University Communications Staff

Pam Kosty

Assistant Director for Public Information

Museum of Archaeology and Anthropology


The world's first sound-synced expeditionary film, shot during a 1931 Penn Museum expedition to a remote Amazonian jungle, forms the centerpiece of Hollywood in the Amazon, a special exhibition developed as part of the University of Pennsylvania's 2013-14 Year of Sound.
The British Museum and the Penn Museum are embarking on a dynamic digital collaboration, made possible with $1.28 million in lead support from the Leon Levy Foundation that will provide unprecedented access to the archaeology of the ancient kingdom of Ur.
The first-known definitive case of a benign bone tumor has been discovered in the rib of a young Neandertal who lived about 120,000 years ago in what is now present-day Croatia. The bone fragment, which comes from the famous archaeological cave site of Krapina, contains by far the earliest bone tumor ever identified in the archaeological record.
France is renowned the world over as a leader in the crafts of viticulture and winemaking—but the beginnings of French viniculture have been largely unknown, until now.
A unique collection of posters, collected and curated by Penn professor and PBS History Detectives host Tukufu Zuberi, forms the basis of a provocative new exhibition at the Penn Museum: Black Bodies in Propaganda: The Art of the War Poster, opening at 1:00 pm on June 2, 2013, and running through March 2, 2014.
It's a groundswell and it's building momentum—Philadelphia's cultural community is putting the spotlight on reading, literacy, and community engagement. Reading opens up worlds of opportunity—and books, like the many cultural treasures in the city, bring so many worlds vividly to life.
Atherosclerosis, or hardening of the arteries, has been widely assumed to be a disease of modern times, brought on by modern foods and lifestyles — until now.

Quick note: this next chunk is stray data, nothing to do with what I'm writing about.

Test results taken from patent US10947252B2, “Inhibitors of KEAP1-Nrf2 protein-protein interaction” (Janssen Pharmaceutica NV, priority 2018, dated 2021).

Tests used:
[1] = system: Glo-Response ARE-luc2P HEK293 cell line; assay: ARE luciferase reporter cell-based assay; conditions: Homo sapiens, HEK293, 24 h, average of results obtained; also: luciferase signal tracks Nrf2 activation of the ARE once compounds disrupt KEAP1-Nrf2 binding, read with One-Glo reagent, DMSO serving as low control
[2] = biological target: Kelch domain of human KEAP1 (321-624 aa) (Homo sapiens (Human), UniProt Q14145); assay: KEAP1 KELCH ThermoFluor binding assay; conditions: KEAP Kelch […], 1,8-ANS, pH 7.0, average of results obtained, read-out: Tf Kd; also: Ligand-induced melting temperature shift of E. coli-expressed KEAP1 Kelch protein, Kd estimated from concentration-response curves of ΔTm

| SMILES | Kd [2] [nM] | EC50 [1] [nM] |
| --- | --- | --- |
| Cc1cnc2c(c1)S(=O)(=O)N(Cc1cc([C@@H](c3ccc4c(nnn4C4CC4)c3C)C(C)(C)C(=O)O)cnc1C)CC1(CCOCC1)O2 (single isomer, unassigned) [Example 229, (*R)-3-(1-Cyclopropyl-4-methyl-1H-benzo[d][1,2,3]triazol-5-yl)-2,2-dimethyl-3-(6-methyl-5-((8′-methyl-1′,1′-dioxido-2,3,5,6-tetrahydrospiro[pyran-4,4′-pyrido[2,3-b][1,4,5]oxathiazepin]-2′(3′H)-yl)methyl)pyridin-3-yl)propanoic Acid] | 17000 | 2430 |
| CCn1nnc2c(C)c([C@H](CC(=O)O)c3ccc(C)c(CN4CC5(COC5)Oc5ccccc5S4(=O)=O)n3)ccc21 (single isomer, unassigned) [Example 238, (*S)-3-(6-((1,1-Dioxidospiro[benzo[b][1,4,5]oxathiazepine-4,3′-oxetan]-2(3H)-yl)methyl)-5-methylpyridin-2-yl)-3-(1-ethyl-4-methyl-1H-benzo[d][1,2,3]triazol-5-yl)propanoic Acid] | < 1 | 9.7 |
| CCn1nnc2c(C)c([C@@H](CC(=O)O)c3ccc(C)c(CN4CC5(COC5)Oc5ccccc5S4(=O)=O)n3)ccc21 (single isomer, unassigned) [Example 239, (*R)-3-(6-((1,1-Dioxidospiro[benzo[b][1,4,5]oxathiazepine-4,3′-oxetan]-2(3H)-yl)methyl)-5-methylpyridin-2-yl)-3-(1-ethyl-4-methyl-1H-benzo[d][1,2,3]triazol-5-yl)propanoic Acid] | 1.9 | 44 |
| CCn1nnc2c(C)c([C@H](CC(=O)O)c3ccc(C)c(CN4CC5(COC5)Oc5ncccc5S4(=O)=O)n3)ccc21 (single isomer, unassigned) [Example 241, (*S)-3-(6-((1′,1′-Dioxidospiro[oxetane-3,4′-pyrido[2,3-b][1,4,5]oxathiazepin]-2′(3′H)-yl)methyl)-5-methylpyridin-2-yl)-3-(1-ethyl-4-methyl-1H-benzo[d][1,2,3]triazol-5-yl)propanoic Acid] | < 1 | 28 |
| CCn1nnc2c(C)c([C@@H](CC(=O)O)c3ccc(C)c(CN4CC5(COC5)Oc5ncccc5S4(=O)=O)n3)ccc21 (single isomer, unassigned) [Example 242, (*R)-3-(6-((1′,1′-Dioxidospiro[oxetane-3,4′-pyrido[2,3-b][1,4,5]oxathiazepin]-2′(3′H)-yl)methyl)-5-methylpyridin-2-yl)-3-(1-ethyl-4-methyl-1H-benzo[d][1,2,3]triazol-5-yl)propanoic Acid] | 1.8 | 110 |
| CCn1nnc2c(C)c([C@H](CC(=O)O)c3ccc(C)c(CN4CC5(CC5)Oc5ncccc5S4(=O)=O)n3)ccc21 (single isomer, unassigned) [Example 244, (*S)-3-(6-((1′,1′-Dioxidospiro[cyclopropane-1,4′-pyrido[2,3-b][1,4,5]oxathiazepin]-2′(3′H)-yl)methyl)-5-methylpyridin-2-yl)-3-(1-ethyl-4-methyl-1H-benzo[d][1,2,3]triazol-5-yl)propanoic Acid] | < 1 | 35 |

PHILADELPHIA, 2012—Penn Museum offers a Day of the Dead (Dia de los Muertos) Celebration with a distinctively Maya focus Saturday, November 3, from 1:00 to 4:00 pm. Visitors will view an imposing Day of the Dead Altar created just for the event, watch dancers from two local music and cultural groups, enjoy storytelling and traditional crafts, and hear about Day of the Dead traditions and variations practiced around the world. Day of the Dead at the Penn Museum is cosponsored by the Mexican Cultural Center of Philadelphia.
PHILADELPHIA — Is there such a thing in humans called race? That’s the question posed by the Penn Museum’s new exhibition, Year of Proof: Making and Unmaking Race, on view now through August 18, 2013, in the Museum’s Trescher Entrance foyer.Since the emergence of biology and anthropology, scientists began to develop categories for all living things on earth, including humans. But what can the categorization of humans tell us? And how might this information be helpful or harmful?
When Penn Museum agreed to lend objects from its Egyptian collection to the Metropolitan Museum of Art for their new exhibition, The Dawn of Egyptian Art (April 10 through August 5, 2012), Penn Museum’s Egyptian section curator made one special request—for a temporary “exchange of prisoners.”